Detection of Prostate Cancer

Detection of Prostate Cancer
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The prostate is a gland that is gender specific to men and is located in the lower abdomen. It is a very small body, has the apple-shaped and lies just below the bladder and in front of the rectum. The prostate surrounds the initial portion of the urethra, the tube through which urine stored in the bladder is eliminated. The function of the prostate is to provide a pleasure response to stimuli, and primarily, the prostate produces part of the semen, the thick sebaceous mucous based liquid containing sperm, which is released as the male climaxes during sex.

How does cancer develop in the prostate?

Prostate cancer arises when, for reasons not yet known to science, cells in the organ start to divide and to multiply in a disorderly way, leading to formation of a tumor. Most of these tumors grow so slowly that there is not enough mass to give symptoms during life and they do not threaten human health. Some, however, may grow quickly, spreading to other organs and can lead to death.

How to prevent Prostate Cancer?

Up to this point in our history, there are no known ways for the specific prevention of prostate or other cancer. However, it is known, that the adoption of healthy life style and habits can prevent the development of certain diseases, including cancer. Therefore, it is important to consider for a longer healthier life:

• engage in at least 30 minutes daily of physical activity, strenuous enough to help detoxify your body;

• Ensure that you have a diet rich in fiber, fruits and vegetables;

• reduce the amount of fat you consume in your food, especially the animal sources;

• keep your weight within health parameters;

• reduce the consumption of alcohol;

• Do not smoke.

Who has the risk of developing prostate cancer?

The only two factors that have been confirmed to be associated with an increased risk of the development of prostate cancer are age and family medical history. The vast majority of cases occur in men over 50 years of age and in those with a parent or sibling who has developed prostate cancer before the age of 60. Some other factors including the diet, are currently being studied, but there is still no scientific Confirmation of a direct connection with these factors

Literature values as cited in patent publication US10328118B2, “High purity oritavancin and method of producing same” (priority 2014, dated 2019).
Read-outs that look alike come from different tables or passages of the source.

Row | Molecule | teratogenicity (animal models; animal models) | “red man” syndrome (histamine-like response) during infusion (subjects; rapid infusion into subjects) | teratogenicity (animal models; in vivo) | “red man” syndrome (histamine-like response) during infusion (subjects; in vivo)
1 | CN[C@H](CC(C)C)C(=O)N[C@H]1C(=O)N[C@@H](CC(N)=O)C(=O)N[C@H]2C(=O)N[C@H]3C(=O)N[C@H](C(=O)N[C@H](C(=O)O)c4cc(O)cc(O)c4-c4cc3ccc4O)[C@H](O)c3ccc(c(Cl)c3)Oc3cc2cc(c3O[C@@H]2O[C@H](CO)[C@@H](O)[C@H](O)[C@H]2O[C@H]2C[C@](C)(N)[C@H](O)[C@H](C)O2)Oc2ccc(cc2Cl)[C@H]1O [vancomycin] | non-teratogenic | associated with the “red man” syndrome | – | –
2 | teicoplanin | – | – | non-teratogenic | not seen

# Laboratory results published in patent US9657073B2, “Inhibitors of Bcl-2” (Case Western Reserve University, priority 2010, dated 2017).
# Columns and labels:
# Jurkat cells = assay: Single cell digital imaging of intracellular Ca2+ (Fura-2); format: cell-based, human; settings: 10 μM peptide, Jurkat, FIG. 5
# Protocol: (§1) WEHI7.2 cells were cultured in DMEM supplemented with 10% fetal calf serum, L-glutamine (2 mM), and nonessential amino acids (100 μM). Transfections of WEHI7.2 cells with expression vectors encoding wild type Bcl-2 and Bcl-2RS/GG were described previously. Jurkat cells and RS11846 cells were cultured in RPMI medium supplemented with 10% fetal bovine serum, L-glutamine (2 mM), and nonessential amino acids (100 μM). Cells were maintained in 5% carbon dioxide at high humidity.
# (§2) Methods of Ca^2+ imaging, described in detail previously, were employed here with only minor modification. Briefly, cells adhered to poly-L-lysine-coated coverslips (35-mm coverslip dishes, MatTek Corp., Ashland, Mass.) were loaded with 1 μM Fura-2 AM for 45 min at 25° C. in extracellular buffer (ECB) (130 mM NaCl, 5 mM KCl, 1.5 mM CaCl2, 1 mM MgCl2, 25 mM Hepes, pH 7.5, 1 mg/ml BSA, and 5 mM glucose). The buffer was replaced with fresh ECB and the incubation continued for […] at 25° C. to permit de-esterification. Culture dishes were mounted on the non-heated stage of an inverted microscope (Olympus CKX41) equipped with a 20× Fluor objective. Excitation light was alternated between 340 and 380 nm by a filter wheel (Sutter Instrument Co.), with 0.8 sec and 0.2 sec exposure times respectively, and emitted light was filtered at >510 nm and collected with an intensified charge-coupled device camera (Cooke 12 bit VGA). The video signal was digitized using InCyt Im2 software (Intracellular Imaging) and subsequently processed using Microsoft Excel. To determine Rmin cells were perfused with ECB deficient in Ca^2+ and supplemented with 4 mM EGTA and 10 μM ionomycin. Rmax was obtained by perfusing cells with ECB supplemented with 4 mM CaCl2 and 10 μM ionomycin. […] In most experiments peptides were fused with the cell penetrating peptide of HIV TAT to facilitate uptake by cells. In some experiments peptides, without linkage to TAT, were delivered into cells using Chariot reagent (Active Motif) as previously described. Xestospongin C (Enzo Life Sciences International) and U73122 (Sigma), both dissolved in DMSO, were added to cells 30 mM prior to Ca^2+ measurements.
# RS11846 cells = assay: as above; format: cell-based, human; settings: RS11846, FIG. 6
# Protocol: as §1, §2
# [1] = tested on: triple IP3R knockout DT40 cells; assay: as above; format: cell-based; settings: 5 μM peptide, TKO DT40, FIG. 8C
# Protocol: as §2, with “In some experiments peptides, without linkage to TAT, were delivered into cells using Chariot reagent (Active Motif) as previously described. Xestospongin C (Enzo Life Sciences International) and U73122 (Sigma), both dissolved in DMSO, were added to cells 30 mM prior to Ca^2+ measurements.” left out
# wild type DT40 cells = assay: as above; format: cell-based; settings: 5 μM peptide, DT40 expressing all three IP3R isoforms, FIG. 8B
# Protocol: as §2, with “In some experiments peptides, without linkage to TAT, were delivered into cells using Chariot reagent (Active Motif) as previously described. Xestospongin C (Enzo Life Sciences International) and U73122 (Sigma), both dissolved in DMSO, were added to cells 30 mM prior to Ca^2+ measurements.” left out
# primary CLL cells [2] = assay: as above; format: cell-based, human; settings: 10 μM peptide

What are the symptoms of prostate cancer?

The main symptoms related to cancer prostate are:

• blood in urine;

• frequent need to urinate, especially at night;

• weak urinary stream;

• pain or burning when urinating.

The presence of one or more of these symptoms does not mean that you have cancer since various diseases may have similar symptoms. An enlarged prostate can lead to many of the same symptoms, as can urinary or bladder infections, It is therefore very important to visit your doctor regularly, to ensure that you have an early diagnosis, as soon as symptoms arise. Complete physical examinations on an annual basis are the best way to ensure the early detection of prostate cancer. And as with any other potentially Life threatening disease, early detection provides the highest likelihood of surviving the disease.

The examination used for the diagnosis of diseases of the prostate is still a matter of concern for many men. Contrary to what people imagine, the exam is simple and painless. Most often the patient shows no infection, inflammation or carcinogenic signals. All men over 30 years of age should be screened by their physician at least once a year, and provide laboratory blood screening as well, for the prevention and early treatment in the case of diagnosis of cancer or other inflammations of the prostate.

Source by Eliene Teixeira


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